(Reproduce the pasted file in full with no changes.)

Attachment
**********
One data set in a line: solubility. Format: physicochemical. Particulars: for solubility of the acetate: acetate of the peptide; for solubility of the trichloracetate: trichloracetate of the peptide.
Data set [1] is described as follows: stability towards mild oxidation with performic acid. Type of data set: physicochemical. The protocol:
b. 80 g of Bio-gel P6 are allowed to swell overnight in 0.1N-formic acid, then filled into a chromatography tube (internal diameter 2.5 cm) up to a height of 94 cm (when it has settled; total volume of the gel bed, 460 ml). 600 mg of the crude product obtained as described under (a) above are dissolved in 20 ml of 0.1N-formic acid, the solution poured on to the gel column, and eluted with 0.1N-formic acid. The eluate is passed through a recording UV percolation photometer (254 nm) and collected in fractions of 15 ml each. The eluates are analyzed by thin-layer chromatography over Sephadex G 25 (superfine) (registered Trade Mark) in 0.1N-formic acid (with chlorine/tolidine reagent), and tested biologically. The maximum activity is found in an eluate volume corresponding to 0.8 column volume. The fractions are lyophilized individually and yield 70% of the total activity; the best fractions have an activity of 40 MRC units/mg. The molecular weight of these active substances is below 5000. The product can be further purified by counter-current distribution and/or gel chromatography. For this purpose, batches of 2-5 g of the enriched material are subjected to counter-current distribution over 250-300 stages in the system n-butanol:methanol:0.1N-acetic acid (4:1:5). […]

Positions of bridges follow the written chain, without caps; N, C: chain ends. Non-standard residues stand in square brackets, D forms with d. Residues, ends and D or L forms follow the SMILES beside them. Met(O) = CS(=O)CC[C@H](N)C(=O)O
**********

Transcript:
One data set in a line: solubility. Format: physicochemical. Particulars: for solubility of the acetate: acetate of the peptide; for solubility of the trichloracetate: trichloracetate of the peptide.
Data set [1] is described as follows: stability towards mild oxidation with performic acid. Type of data set: physicochemical. The protocol:
b. 80 g of Bio-gel P6 are allowed to swell overnight in 0.1N-formic acid, then filled into a chromatography tube (internal diameter 2.5 cm) up to a height of 94 cm (when it has settled; total volume of the gel bed, 460 ml). 600 mg of the crude product obtained as described under (a) above are dissolved in 20 ml of 0.1N-formic acid, the solution poured on to the gel column, and eluted with 0.1N-formic acid. The eluate is passed through a recording UV percolation photometer (254 nm) and collected in fractions of 15 ml each. The eluates are analyzed by thin-layer chromatography over Sephadex G 25 (superfine) (registered Trade Mark) in 0.1N-formic acid (with chlorine/tolidine reagent), and tested biologically. The maximum activity is found in an eluate volume corresponding to 0.8 column volume. The fractions are lyophilized individually and yield 70% of the total activity; the best fractions have an activity of 40 MRC units/mg. The molecular weight of these active substances is below 5000. The product can be further purified by counter-current distribution and/or gel chromatography. For this purpose, batches of 2-5 g of the enriched material are subjected to counter-current distribution over 250-300 stages in the system n-butanol:methanol:0.1N-acetic acid (4:1:5). […]

Positions of bridges follow the written chain, without caps; N, C: chain ends. Non-standard residues stand in square brackets, D forms with d. Residues, ends and D or L forms follow the SMILES beside them. Met(O) = CS(=O)CC[C@H](N)C(=O)O